Alice Goldthorpe, a composer from Melbourne, Australia, who wrote new music to “Les anges dans nos campagnes” (“Angels We Have Heard on High”), said the performance exceeded her expectations.
“It was amazing,” Goldthorpe said. “They did very well with the French. I was impressed that they sang it all from memory. … The choir is very accomplished, and the harpist is beautiful. It was an honor to be able to attend the inaugural performance of it.”
But the preparation for the concert wasn’t just about memorization and learning notes, McDonald said. He was quick to emphasize that he and his students “had sacred experiences focusing on the doctrines and truths” in the music.
“We felt closer to the Savior, felt closer to His gospel, and have stronger resolve to live it in our lives,” McDonald said. “We hope that [the concert] can be the beginning of the opportunity for this music to touch people worldwide, both in and outside of the Church.”
After all, bringing God’s children closer to the covenant path is what inspired music can help each member do, said Elder Larry S. Kacher, a General Authority Seventy. Speaking to musicians at the banquet before the festival, Elder Kacher said music can bring the Spirit into our lives, but it shouldn’t end there.
“My invitation to you tonight is to think about the one—to recognize the blessings that you bring into people’s minds through the talents that you have, but also an invitation to combine those talents with … helping Heavenly Father’s children progress on the covenant path,” Elder Kacher said. “As we expand our collective vision, [listeners] won’t just feel good. The Spirit won’t just be strong, but lives will be touched and hearts changed, and Heavenly Father’s children will receive all the blessings of the gospel of Jesus Christ.”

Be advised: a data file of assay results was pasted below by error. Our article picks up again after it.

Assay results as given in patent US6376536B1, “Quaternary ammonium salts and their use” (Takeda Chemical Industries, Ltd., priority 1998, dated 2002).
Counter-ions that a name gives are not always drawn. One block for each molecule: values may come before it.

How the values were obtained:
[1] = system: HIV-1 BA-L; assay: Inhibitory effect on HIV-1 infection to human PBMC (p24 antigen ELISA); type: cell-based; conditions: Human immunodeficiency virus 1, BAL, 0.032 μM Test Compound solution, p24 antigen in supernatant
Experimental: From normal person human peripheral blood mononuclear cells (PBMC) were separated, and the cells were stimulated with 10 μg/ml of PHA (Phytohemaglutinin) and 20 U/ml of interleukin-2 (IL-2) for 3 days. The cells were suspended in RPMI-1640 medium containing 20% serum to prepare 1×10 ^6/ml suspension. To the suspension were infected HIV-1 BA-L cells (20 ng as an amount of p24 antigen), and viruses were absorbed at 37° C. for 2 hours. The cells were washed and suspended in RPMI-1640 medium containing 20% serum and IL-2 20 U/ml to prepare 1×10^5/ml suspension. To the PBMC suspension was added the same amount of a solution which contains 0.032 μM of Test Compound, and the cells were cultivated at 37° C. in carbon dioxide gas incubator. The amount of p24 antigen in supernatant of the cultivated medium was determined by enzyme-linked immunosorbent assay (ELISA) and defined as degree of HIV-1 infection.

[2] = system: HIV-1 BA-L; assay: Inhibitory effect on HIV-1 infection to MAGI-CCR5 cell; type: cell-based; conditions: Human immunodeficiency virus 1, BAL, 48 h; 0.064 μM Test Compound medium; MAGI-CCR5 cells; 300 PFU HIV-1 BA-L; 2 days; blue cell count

Hastening the Restoration through music
It might not be a seemingly earth-shattering announcement or unexpected change, but the Spring Music Festival (and the Church Music Submission)—for McDonald—was just one example of the many ways members are hastening the Lord’s work of restoration on the earth.
“It’s not just the prophets and apostles and Church leaders that receive revelation,” McDonald said. “I think tonight is a true indicator that the members of the Church themselves are receiving inspiration. The arts are one of those ways that inspiration has come and can really touch a lot of people.”
After all, McDonald said that it’s not just the most talented musicians who make the biggest impact. It’s the most inspired.
“Anyone that feels inspired can pray and go about that process of receiving revelation and using and developing their talents,” McDonald said. “I hope it encourages all of us to think about what our talents are and pray and decide how we can use those to help hasten the work and build the Lord’s kingdom.”
Goldthorpe, whose song won an award in the new international category, said this was true for her.
“I’m not a professional composer, but I asked the Lord to help me,” she said, “and I know that He helped me to do that.”
How to make the most of the Church Music Submission:
- Submit up to three works of music for the annual Church Music Submission until April 10, 2019.
- Contribute to the revised songbooks until July 1, 2019.
- Find and download free music, sheet music, and other resources from past award-winning submissions.
- Watch the recording of the 2019 Spring Church Music Festival.
Marshall McDonald, the director of the combined choirs at the Salt Lake Institute of Religion, helped his students learn and memorize all of the music performed at the Spring Church Music Festival. He said they had spiritual experiences learning about the messages behind the music.
Harpist Melody Cribbs plays Alice Goldthorpe’s rendition of “Les anges dans nos campagnes” (“Angels We Have Heard on High”) at the Spring Church Music Festival.
A children’s chorus sings during the Spring Church Music Festival. The Church Music Submission has youth and children’s music categories.
Pianist Sarah Messina and cellist Bryn Boggart perform Katherine Wright’s arrangement of “I Heard the Bells on Christmas Day” at the Spring Church Music Festival on February 22, 2019.
The combined choirs at the Salt Lake Institute and other musicians take a bow after the Spring Church Music Festival on February 22, 2019, in the Assembly Hall on Temple Square.